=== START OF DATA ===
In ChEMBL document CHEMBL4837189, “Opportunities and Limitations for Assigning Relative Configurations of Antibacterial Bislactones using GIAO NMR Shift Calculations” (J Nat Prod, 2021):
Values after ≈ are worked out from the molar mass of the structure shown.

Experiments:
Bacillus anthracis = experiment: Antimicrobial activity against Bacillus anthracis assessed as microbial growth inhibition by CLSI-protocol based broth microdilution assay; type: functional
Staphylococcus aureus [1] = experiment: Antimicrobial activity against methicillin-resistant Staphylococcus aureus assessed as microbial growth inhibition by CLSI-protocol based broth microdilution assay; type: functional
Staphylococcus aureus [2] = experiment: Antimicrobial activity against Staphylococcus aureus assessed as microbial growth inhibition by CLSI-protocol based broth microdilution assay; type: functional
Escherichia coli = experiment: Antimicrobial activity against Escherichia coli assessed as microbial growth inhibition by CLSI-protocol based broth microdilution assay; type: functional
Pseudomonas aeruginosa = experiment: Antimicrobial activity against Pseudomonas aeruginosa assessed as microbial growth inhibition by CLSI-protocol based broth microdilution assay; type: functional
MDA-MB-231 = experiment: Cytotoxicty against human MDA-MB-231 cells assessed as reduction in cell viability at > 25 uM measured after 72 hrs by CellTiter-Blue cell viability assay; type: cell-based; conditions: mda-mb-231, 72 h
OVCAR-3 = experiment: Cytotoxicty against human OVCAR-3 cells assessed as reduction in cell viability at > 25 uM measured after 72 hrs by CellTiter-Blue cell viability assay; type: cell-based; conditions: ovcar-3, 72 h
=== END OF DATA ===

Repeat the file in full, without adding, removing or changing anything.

In ChEMBL document CHEMBL4837189, “Opportunities and Limitations for Assigning Relative Configurations of Antibacterial Bislactones using GIAO NMR Shift Calculations” (J Nat Prod, 2021):
Values after ≈ are worked out from the molar mass of the structure shown.

Experiments:
Bacillus anthracis = experiment: Antimicrobial activity against Bacillus anthracis assessed as microbial growth inhibition by CLSI-protocol based broth microdilution assay; type: functional
Staphylococcus aureus [1] = experiment: Antimicrobial activity against methicillin-resistant Staphylococcus aureus assessed as microbial growth inhibition by CLSI-protocol based broth microdilution assay; type: functional
Staphylococcus aureus [2] = experiment: Antimicrobial activity against Staphylococcus aureus assessed as microbial growth inhibition by CLSI-protocol based broth microdilution assay; type: functional
Escherichia coli = experiment: Antimicrobial activity against Escherichia coli assessed as microbial growth inhibition by CLSI-protocol based broth microdilution assay; type: functional
Pseudomonas aeruginosa = experiment: Antimicrobial activity against Pseudomonas aeruginosa assessed as microbial growth inhibition by CLSI-protocol based broth microdilution assay; type: functional
MDA-MB-231 = experiment: Cytotoxicty against human MDA-MB-231 cells assessed as reduction in cell viability at > 25 uM measured after 72 hrs by CellTiter-Blue cell viability assay; type: cell-based; conditions: mda-mb-231, 72 h
OVCAR-3 = experiment: Cytotoxicty against human OVCAR-3 cells assessed as reduction in cell viability at > 25 uM measured after 72 hrs by CellTiter-Blue cell viability assay; type: cell-based; conditions: ovcar-3, 72 h